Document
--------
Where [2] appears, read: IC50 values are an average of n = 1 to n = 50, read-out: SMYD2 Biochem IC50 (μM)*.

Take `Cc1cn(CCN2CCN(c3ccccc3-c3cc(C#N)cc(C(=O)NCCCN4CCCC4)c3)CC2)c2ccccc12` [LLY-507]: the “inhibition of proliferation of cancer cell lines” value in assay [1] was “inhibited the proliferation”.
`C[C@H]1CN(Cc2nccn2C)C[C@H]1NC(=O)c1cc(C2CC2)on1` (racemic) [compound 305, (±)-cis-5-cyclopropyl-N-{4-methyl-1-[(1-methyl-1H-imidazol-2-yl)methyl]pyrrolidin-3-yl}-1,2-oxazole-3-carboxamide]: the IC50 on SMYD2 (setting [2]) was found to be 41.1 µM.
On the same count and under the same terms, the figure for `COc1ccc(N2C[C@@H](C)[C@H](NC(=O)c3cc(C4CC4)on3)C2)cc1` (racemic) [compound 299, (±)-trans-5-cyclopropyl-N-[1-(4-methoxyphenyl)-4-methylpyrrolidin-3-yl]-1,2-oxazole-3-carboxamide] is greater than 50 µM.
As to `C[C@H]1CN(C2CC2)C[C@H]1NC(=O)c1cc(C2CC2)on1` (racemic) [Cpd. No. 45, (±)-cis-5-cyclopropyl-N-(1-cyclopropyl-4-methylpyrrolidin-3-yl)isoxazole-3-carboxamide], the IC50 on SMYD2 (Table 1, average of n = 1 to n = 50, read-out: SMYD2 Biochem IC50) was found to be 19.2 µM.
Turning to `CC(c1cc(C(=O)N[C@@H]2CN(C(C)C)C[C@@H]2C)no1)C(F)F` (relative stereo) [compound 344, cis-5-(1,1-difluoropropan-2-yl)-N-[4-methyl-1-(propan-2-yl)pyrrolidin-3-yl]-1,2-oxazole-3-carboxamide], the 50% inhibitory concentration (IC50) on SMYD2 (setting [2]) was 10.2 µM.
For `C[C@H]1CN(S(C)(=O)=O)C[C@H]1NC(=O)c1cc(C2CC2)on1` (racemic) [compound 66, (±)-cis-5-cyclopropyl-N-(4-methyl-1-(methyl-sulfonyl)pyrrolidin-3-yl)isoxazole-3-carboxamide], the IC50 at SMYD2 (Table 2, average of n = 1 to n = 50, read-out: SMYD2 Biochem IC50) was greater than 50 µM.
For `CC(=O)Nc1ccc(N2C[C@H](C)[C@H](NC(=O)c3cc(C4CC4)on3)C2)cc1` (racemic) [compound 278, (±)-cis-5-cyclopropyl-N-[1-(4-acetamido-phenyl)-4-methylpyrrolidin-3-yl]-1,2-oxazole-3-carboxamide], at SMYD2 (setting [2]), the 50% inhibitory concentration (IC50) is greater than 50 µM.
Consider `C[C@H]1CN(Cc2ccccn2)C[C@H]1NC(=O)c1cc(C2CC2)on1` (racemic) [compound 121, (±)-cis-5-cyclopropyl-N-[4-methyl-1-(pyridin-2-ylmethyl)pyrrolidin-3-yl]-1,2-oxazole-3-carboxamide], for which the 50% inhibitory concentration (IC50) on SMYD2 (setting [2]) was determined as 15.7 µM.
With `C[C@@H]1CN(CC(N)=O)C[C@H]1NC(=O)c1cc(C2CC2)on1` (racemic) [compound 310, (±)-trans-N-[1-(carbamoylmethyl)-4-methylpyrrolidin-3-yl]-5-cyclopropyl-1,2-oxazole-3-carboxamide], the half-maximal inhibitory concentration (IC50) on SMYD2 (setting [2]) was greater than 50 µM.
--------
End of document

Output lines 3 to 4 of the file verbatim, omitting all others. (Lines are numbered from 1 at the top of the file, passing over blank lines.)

`C[C@H]1CN(Cc2nccn2C)C[C@H]1NC(=O)c1cc(C2CC2)on1` (racemic) [compound 305, (±)-cis-5-cyclopropyl-N-{4-methyl-1-[(1-methyl-1H-imidazol-2-yl)methyl]pyrrolidin-3-yl}-1,2-oxazole-3-carboxamide]: the IC50 on SMYD2 (setting [2]) was found to be 41.1 µM.
On the same count and under the same terms, the figure for `COc1ccc(N2C[C@@H](C)[C@H](NC(=O)c3cc(C4CC4)on3)C2)cc1` (racemic) [compound 299, (±)-trans-5-cyclopropyl-N-[1-(4-methoxyphenyl)-4-methylpyrrolidin-3-yl]-1,2-oxazole-3-carboxamide] is greater than 50 µM.